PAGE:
What constitutes a good tourist guide?

Old Aug 19th, 2007, 06:27 AM
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What constitutes a good tourist guide?

The reason for my asking is because we have a shortage of guides in South Africa and often we are asked to make recommendations of tour companies and/or guides.
What are some of your expectations/experiences?

Is it the knowledge they impart?
Is it about the freindly conversation?
Is it about enthusiasm?
africanj is offline  
Old Aug 19th, 2007, 07:19 AM
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Wow! A shortage of guides in SA? In Cape Town alone there are over 3000 qualified tourguides of whom no more than 400 are working on a fulltime of close to full time basis. Most of the rest are all available to be hired.

In the tourism industry there is a term known as "popcorn guides". This relates to the fact that the tourguide schools are nothing other than businesses that are crammed up with fee paying students. These institutions push out as many fledgeling tourguides as possible every year. I know about this because I do part time lecturing at one of these places of learning. These tourguides come out well qualified except for one area and that is "how to market themselves". The result is they leave tourguide school and expect the tourism world to simply open up for them. As you can well imagine it does not happen that way. So guess what happens? They go pop! Hence the name popcorn guides.

Rest assured you should have your pick when it comes to finding guides in Cape Town or for that matter South Africa becasue the above happens all over the country. With that said I think your question is a very interesting one and in response I would say the following, in no particular order as all of the below are important, would in my opinion be characteristics to look out for when it comes to recommending or finding a good tourguide.

Organisational ability

Communication skills - Language use can be very important here.




Level of knowledge



Responsibility especially if the guide is a driver too.

Punctuality and reliability

Sense of humour.

Passion for tourguiding.

Passion for city or country or whatever the guide is guiding eg safari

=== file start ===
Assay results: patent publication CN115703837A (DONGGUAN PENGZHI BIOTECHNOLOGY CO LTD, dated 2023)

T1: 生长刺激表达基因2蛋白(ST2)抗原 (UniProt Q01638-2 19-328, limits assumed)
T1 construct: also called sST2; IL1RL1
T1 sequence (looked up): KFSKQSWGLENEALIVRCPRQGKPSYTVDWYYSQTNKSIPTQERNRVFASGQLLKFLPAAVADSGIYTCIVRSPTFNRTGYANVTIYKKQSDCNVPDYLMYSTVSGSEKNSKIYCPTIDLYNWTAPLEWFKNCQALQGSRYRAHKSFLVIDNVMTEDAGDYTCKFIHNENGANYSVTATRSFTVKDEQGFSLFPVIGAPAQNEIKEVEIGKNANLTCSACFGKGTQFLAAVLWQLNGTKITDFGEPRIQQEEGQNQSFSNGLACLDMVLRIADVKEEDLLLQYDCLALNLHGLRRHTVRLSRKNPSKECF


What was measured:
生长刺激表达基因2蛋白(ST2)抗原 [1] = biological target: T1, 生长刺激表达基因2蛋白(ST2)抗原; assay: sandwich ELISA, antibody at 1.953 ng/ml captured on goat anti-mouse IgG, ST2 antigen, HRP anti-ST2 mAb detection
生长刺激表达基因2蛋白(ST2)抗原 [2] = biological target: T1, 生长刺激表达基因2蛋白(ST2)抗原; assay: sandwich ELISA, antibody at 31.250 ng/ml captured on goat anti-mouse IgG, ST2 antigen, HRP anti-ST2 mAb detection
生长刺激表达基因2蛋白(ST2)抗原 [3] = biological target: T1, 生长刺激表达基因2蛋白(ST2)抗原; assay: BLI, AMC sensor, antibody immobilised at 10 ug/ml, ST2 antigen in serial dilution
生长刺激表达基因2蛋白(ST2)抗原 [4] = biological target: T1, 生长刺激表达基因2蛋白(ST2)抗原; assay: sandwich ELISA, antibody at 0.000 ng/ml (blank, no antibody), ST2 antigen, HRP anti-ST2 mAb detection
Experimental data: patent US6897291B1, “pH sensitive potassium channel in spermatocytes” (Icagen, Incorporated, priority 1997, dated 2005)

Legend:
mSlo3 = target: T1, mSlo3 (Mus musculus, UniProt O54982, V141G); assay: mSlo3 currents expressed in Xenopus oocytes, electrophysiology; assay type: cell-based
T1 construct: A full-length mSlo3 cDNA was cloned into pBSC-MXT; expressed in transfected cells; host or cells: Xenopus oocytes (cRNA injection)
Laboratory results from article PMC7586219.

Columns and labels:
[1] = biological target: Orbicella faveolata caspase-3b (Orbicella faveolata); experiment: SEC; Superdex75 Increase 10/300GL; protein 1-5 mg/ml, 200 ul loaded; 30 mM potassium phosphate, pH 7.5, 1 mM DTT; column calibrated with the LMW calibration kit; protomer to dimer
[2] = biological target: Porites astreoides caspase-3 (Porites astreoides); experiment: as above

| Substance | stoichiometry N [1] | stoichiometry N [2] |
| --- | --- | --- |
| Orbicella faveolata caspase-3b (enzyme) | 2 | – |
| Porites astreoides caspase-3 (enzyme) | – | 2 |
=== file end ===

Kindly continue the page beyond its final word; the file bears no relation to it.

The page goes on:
Empathy (especially for the slower members of a tourgroup)

Most important - Pride of his/her tourguide badge.

Looking at the above factors I can assure you that you will not have to look too far to find the above sort of tourguide in South Africa.

Let me also add another tip that I use when travelling. I never book a tourguide upfront before I travel. What I do is I go to the part of the city that I am in where I am bound to find many tourguides. In Cape Town Table Mountain and the penguin colony are two of these sort of places. What I then do is I latch onto English speaking tours for a minute or so. The intention of doing this is to do nothing other than listen to the guide and evaluate whether he/she is friendly, knowledgeable and exudes passion for what he/she is doing. I have to admit a lot of gut feel comes into play when doing this evaluation. Once I find a guide who seems to have what I am looking for I approach him/her personally and ask him/her whether I can hire their services in private capacity. This has always worked for my wife and myself wherever we have travelled. Furthermore I have learnt so much more than most from these wonderful tourguides, as a matter of fact I have made many very genuine tourguide friends in this manner all over the world.

So there you have it africanj - Straight from the tourguides mouth.

Very proudly part of the wonderful nation of South Africa
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Old Aug 19th, 2007, 07:29 AM
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yes to all of the above but definitely mostly knowledge, and a broad range - I am interested in the flora and general natural history of an area, and I have a child interested in reptiles, for example.